In three short months since taking charge, Anand Panyarachun, Thailand's interim premier, has made huge strides. By ousting military leaders responsible for the May massacre of demonstrators and replacing them with respected professional officers, he has already met the protesters' main demands. Now, in the three weeks before the elder statesman goes back into retirement, Anand is trying to curb the military's economic power by removing the generals from the state enterprises that have been a lucrative source of graft.
Anand's reforms will be on the line when Thais go to the polls on Sept. 13. Right now, the outcome looks too close to call. While the prodemocracy forces are expected to score big in Bangkok, politicians still loyal to generals and tainted by corruption charges will do well in the rural areas. They may even be able to form a winning coalition by buying votes and playing on the countryside's resentment over its exclusion from Thailand's decade of economic boom.
But even if the old guard hangs on, they will be wary of returning to business as usual. Pressure for change is coming from Thailand's rising middle class and young business executives, some of whom are starting to finance reform candidates. "No matter who wins the election, they won't last long unless they meet the public's desire to run the country more professionally," predicts Bangkok Bank Ltd. Chief Economist Nimit Nontapunthawat.
FLYING PORK. What is really at stake is the pace of reform. The military will dig in against moves to limit its big role in industry. Senior officers enjoy generous perks from leading private corporations, and different services control such state monopolies as telecommunications, ports, and railways. Top generals rely on commissions from public-works and weapons contracts to compile multimillion-dollar nest eggs. Politicians join them at the trough--using some of the proceeds to pay off voters and allies.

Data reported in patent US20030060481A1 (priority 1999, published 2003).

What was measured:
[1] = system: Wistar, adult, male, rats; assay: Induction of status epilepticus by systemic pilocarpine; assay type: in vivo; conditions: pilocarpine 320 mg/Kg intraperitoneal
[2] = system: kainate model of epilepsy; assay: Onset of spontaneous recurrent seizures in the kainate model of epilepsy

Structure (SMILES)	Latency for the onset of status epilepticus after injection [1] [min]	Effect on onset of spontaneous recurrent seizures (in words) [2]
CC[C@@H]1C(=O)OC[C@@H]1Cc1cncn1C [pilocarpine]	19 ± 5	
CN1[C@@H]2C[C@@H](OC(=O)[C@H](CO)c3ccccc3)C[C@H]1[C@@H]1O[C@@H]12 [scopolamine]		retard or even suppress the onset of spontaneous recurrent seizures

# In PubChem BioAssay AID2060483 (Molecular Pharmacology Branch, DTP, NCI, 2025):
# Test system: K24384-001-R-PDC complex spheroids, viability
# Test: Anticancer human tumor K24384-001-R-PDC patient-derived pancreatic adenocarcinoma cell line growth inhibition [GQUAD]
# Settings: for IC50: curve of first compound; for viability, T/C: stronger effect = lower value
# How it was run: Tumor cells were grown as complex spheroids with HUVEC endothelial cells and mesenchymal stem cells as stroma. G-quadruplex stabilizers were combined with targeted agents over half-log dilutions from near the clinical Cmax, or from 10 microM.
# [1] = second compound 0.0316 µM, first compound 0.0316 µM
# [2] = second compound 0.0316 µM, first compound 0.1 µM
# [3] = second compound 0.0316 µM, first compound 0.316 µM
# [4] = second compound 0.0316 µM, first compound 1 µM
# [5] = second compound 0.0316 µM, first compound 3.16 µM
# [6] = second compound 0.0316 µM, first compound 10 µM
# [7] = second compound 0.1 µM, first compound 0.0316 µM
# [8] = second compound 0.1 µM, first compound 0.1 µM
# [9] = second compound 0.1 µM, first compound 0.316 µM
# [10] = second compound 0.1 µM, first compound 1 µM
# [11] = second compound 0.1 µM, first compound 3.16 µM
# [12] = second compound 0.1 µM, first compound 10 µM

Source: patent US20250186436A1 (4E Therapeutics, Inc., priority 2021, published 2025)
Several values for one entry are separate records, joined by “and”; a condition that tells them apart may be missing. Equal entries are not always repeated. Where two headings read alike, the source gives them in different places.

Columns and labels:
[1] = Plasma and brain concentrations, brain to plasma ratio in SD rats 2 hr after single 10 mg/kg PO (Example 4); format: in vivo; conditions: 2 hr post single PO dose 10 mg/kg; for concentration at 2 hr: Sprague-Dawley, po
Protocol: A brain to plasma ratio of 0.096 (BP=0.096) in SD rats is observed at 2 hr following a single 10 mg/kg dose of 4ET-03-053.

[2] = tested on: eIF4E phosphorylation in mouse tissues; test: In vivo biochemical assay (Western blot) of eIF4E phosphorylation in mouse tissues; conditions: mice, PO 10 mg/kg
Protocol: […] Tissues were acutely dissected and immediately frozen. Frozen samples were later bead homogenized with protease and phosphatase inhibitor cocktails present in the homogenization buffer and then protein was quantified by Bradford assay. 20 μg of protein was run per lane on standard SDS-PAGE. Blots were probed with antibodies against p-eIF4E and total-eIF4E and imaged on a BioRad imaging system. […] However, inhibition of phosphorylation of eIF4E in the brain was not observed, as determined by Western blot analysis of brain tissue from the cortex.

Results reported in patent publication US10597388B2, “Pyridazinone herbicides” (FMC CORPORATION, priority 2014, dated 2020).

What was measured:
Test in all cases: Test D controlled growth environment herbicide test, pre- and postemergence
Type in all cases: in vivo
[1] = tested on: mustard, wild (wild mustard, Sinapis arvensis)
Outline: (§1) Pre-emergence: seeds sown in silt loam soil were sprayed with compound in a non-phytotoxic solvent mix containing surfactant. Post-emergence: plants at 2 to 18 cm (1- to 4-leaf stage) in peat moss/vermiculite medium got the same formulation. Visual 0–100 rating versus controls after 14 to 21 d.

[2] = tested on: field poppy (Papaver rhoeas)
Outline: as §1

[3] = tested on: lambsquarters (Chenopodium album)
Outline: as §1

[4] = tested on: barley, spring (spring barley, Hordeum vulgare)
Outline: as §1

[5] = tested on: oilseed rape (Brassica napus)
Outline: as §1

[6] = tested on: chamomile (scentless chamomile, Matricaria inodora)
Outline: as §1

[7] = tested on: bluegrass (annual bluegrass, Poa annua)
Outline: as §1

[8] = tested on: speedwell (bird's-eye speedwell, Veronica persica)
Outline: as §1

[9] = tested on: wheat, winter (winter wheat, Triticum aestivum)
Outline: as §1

Anand, who is determined to scrap this system, is making Thai Airways International Ltd. (thai) a model for future cleanup campaigns. Once a well-managed carrier, the airline has nearly been wrecked by air force generals who turned it into a pork barrel. Anand is probing some dubious deals and is in the process of ousting Kaset Rojananil, a key figure in the May massacre, as thai chairman and air force chief. He has also kicked generals and their cronies out of the telephone and transit authorities. He believes the ultimate solution is to privatize state enterprises.
With so much riding on the elections, even Thailand's usually complacent business community is getting involved in politics. A club of young bankers and developers called Business Management Services Co. is bankrolling the prodemocracy campaign. Activists include Akorn Hoontrakul, chairman of the Imperial Hotel Group, Thailand's third-largest hotel chain. In another new twist, Nippon Paint (Thailand) Ltd., owned by Japanese and Singaporean interests, is funding tv spots in which animated characters urge viewers to go to the polls and not sell their votes. "The ads were my idea," says Nippon Paint's 42-year-old Thai general manager, Suebphongse Poonsatha. "But the board quickly gave me approval."
Thais are heartened by the examples of South Korea and Taiwan, whose affluent societies eventually curbed the power of the military. While no one expects that six decades of military interference in government and the economy will end overnight, the days when Thailand's generals called all the shots look to be drawing to a close.